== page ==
On the foreground is the long sandbank where in the olden days
fisherman used to ground their dhonis to improve
Over the years, the story continues, the sand bank grew and became an island, and was named Matheerah. Later the honorific
"fulhu" was added to the name and today most people refer to the island as Matheerahfulhu.
The coffin site soon acquired a reputation as a holy site and Hathifushi people built a mausoleum around it.
People from far off islands began to come with gifts and donations to the mausoleum. Word soon spread that if one made a pledge to donate,
one's wishes were fulfilled. Parents brought children to touch their feet on the holy sand and to weigh them against gifts. Fisherman brought their
dhonis to perform 'kanzoori' ceremonies, believing it would improve fishing. On special days like
Eid there were long streams of visitors.
Women dance drummers in 21st century
Maldives: There is little doubt that this art form came
from Africa. (photo:
As the mausoleum's reputation grew it gained royal patronage. Over the years many kings and rulers of Maldives visited it (The most recent was President Maumoon Abdul Gayoom). Kings regularly sent flags for its 100 ft long mast. Government granted an endowment for the monument's upkeep, which had grown to 300 rufiya by the 1960s when former President Ibrahim Nasir discontinued it.
Matheerah is located in a large lagoon that forms the Western arc of Ihavandhippolhu Atoll. This lagoon houses two inhabited islands, Huvarafushi and Hathifushi. Matheerah is 10 minutes cruising distance from Hathifushi in a mechanized doni.
mausoleum gate: Nailed to it are Indian coins of varying
Matheerah is a beautiful island. On one end is a long sandbank where in the olden days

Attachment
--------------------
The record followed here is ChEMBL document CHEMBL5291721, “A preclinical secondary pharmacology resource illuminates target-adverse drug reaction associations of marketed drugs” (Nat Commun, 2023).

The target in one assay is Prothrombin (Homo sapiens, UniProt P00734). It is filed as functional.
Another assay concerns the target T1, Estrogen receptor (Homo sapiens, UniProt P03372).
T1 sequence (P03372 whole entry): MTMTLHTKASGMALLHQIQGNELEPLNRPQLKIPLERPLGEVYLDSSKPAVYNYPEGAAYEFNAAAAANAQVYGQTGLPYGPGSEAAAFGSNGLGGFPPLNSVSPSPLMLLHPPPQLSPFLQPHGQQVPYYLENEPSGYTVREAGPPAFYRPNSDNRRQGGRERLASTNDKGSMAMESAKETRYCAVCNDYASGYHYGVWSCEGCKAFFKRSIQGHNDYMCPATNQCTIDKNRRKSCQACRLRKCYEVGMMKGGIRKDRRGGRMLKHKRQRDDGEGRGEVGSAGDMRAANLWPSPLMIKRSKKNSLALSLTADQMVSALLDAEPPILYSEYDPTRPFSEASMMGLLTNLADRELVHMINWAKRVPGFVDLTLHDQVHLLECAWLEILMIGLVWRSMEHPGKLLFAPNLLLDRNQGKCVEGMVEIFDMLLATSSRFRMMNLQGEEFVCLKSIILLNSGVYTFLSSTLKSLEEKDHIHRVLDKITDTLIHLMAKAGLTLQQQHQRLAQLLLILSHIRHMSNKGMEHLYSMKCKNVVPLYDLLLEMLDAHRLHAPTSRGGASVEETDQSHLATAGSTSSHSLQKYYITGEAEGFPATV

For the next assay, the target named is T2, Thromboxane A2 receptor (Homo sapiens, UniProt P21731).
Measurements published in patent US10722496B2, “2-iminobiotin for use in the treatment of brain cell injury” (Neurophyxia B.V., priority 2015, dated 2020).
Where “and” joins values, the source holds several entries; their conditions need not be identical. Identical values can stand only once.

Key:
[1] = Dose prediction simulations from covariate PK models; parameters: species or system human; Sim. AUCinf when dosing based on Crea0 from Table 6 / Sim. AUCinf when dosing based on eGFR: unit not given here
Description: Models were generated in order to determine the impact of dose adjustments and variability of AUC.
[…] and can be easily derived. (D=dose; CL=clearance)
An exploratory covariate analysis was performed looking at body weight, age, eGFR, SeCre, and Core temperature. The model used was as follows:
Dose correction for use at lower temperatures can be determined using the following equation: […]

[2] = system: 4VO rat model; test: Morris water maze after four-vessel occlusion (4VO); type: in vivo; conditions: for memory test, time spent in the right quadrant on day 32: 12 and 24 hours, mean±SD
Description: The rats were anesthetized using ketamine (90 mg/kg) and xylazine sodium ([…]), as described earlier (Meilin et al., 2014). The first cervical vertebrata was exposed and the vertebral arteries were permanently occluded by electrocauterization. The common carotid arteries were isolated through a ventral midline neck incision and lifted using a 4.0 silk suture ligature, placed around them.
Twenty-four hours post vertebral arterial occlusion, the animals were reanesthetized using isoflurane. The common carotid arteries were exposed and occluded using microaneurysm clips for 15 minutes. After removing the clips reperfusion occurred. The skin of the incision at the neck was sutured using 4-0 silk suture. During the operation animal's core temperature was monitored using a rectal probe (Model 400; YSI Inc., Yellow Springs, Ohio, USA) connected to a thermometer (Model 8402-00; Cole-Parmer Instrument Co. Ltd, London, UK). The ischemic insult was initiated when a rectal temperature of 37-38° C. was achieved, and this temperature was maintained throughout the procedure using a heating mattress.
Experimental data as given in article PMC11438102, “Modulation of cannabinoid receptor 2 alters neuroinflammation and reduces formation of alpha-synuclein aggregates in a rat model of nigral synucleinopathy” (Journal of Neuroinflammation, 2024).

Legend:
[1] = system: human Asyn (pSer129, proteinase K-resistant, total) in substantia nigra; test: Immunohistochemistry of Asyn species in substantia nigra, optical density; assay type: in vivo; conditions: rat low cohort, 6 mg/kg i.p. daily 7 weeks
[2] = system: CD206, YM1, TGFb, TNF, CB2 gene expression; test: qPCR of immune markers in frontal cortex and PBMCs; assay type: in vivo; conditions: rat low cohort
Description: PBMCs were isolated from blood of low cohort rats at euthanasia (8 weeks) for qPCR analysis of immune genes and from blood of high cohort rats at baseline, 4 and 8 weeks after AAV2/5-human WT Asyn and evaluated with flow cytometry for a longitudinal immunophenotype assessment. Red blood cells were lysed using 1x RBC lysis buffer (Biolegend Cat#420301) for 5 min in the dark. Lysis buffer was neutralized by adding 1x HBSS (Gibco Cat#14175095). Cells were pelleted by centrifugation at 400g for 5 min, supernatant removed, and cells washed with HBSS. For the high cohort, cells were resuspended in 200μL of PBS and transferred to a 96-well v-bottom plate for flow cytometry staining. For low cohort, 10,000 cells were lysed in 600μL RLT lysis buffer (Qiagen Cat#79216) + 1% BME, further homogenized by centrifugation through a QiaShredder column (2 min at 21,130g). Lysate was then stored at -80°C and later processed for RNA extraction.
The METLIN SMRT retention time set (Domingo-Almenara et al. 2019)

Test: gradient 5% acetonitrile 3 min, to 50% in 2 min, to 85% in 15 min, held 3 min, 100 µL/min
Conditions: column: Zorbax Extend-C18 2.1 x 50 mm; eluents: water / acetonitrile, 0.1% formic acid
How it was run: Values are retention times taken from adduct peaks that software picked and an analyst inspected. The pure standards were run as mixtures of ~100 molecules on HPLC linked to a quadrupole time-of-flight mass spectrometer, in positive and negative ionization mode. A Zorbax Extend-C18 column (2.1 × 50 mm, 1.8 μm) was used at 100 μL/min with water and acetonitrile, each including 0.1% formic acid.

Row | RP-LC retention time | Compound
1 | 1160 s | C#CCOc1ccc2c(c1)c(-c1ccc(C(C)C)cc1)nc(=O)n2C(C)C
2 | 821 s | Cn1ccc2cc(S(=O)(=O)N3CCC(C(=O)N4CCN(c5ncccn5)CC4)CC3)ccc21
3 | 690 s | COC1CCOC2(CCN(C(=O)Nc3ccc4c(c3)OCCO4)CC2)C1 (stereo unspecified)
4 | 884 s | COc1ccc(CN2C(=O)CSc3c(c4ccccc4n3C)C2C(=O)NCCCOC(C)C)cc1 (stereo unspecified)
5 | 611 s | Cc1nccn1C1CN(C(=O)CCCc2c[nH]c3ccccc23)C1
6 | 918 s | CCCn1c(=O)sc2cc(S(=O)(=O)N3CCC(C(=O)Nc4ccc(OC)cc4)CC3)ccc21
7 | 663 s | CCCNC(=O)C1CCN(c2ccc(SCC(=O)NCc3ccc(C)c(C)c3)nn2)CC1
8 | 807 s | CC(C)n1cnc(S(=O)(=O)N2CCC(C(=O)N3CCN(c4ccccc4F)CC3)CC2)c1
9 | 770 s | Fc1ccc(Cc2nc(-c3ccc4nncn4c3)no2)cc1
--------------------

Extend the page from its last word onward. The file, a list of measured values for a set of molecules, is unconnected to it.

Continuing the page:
dhonis were grounded to improve fish catch. The Mausoleum is not very far from there. Near the mausoleum is a shed used for prayer services. On one side is the post used to weigh children.
An interesting feature of the mausoleum gate is a collection of Indian coins nailed to it, dating back to 1887, 1901 and 1917. The road leading from the gate is lined with large earthenware pots, donated by devotees over the years. In earlier times they stored water for visitors.
It is said that a date on the spire of the mausoleum belonged to the 13th century of the Hijri era. It is possible that this was either the date the mausoleum was built or repaired. Thus it could be over 200 years old.
Today, Matheerah is no longer a holy site, becoming a victim of the eroding respect for holy sites. Other sites like Meduziyaray in Male and Mohammed Thakurufan's palace in Utheem have also suffered similar fates. These days hardly anybody comes with gifts. Some people are of the opinion that since it contains an unknown foreigner, it has no value. They don't see anything special in the island. But there are differing opinions. Some people believe that because of its long history Matheerah should become a protected site.